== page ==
The National College Athletics Association (NCAA) routinely hands down sanctions for violations of rules on recruiting, academic eligibility, and…

The National College Athletics Association (NCAA) routinely hands down sanctions for violations of rules on recruiting, academic eligibility, and illegal payments. At some schools, violations occur repeatedly. Such patterns suggest that current efforts to prevent unethical conduct in college sports are ineffective, despite the severity of some NCAA sanctions. With this as background, who should bear the consequences of such misconduct? Currently, it seems that leadership at different levels of universities reap the benefits of wins and championships, but that not all suffer the consequences of misconduct, even misconduct they (should) know about.

Despite its intentions and efforts, the NCAA is only part of the solution. Perhaps the ultimate solution lies in the quality of university-level leadership by boards of trustees, presidents, and athletic directors. The NCAA gives college presidents wide latitude to govern sports programs. The presidents therefore have official authority, and they typically report to boards of trustees who are in effect their bosses and thus responsible for their conduct. 

The Current and Prevailing View

There are at least two views on misconduct in college sports programs. One perspective, the prevailing view today, is that infractions are just part of doing business in college sports, and that sanctions are an unfortunate but nonetheless expected “business expense.” Economically this makes sense. Neither coaches, athletic directors, presidents, nor trustees want unethical activity to jeopardize the sometimes hundreds of millions of dollars of revenue generated by sports programs. For perspective, the top five revenue-generating college football teams netted over $300 million in profits in 2015. (That’s just five schools, and just profits.) Nor do leaders want to risk long-term damage to the reputation of the particular sports program or the larger university. For example, when Southern Methodist University football was found to be paying players, among other offenses, the NCAA imposed the “death penalty” by canceling the team’s 1987 season. The school was unable to field a team the following year, and missed that season as well. Many argue it has never recovered. Such consequences, the death penalty, have never been used by the NCAA since.

An Alternative View

But what if sanctions did extend to university leaders? For instance, what if the board of trustees at a given university said that if a player is suspended, so are the coach and athletic director, without pay? If the player is dismissed, so are the coach and athletic director, and perhaps even the college president. Business executives and managers are fired every day when their conduct jeopardizes far less money than is at stake in major college sports programs.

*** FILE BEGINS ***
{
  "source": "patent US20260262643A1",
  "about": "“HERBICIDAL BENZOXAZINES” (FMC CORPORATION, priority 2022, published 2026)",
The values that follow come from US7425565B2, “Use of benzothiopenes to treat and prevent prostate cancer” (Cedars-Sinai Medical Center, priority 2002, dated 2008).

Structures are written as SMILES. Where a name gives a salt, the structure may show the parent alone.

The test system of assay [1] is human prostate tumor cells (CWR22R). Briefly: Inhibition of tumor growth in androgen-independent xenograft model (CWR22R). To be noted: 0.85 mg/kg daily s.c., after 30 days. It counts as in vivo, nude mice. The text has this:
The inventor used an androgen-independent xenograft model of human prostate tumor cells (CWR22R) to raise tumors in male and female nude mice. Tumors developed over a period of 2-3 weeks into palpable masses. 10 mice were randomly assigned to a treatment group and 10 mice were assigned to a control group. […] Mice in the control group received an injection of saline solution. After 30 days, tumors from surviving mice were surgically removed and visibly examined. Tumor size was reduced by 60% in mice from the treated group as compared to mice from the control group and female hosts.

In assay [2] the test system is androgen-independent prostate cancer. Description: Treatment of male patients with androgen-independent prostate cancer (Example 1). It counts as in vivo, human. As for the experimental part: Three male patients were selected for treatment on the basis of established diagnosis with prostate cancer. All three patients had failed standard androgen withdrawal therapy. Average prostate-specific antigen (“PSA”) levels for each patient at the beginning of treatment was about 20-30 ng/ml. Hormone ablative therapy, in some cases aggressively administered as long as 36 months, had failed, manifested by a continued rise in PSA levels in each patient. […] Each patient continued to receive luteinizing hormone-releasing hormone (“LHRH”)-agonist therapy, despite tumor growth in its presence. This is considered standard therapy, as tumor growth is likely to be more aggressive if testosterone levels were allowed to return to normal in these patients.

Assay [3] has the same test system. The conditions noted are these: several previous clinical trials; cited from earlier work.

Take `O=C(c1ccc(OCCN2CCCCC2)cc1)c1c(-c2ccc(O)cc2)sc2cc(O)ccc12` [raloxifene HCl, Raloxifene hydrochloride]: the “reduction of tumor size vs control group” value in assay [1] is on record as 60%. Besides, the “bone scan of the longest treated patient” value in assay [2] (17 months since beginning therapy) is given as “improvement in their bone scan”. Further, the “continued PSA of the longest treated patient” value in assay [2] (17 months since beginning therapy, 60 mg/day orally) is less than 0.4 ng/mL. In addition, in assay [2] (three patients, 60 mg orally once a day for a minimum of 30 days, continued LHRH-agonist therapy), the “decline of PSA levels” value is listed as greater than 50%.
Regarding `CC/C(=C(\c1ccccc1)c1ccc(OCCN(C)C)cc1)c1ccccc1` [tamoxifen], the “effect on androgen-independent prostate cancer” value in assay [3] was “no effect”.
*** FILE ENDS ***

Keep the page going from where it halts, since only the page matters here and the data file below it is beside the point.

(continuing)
While this solution may seem extreme and even unrealistic, it would certainly motivate presidents, athletic directors, and trustees to take greater responsibility for and oversight of the ethical conduct of their sports teams and programs. These leaders often bask in the rewards when their teams win championships, but they are able to contain or even avoid the costs of their misconduct. If both the rewards and the punishments extended beyond individual players, however, that behavior would likely change. It also is more likely that leaders, such as university presidents and trustees would be more proactive.

For instance, if these practices had been in place, perhaps Southern Methodist would not have hired men’s basketball coach Larry Brown. Yes, Brown had legendary success at both the college and professional levels. But his UCLA championship team had also been stripped of its title because of NCAA violations and when he later coached the University of Kansas, it was banned from the postseason play for a year and placed on probation for three.

If one of those universities’ presidents had been fired, along with the athletic directors and coaches, perhaps SMU might have considered hiring Coach Brown more carefully. Now that Brown and SMU have both been slammed with sanctions by the NCAA for Brown’s third set of violations, should others be held accountable—the president, the board of trustees, the athletic director? After all, they knowingly took the chance that it wouldn’t happen again, and it did. Making matters worse, President Turner of SMU is co-chair of the Knight Commission on Intercollegiate Athletics whose stated mission is “to ensure that intercollegiate athletics programs operate within the educational mission of their colleges and universities.” It thus seems that they should have been especially tuned in to potential misconduct in athletic programs.

Does this offer guidance for Syracuse and Jim Boeheim, Louisville and Rick Pitino, or other college basketball or sports programs more generally, when dealing with their own scandals and long patterns of unethical conduct? In the current system, if anybody pays penalties in a meaningful way, it is the players who lose post-season opportunities and scholarships, compared to a token few-game suspension for coaches who are already wealthy. But what about the other leaders—athletic directors, presidents, trustees?

What Should Be Done About the Unethical Conduct in College Sports?

  1. Don’t change anything. The current means for dealing with misconduct, including NCAA sanctions, are sufficient. Justify.
  2. Modify the NCAA authority and sanctions, but keep the system more or less as it is. Explain.
  3. Hold university leadership accountable—some combination of coaches, their bosses the athletic directors, their bosses the presidents, and their bosses the boards of trustees. Explain.
  4. Invent another alternative and explain.

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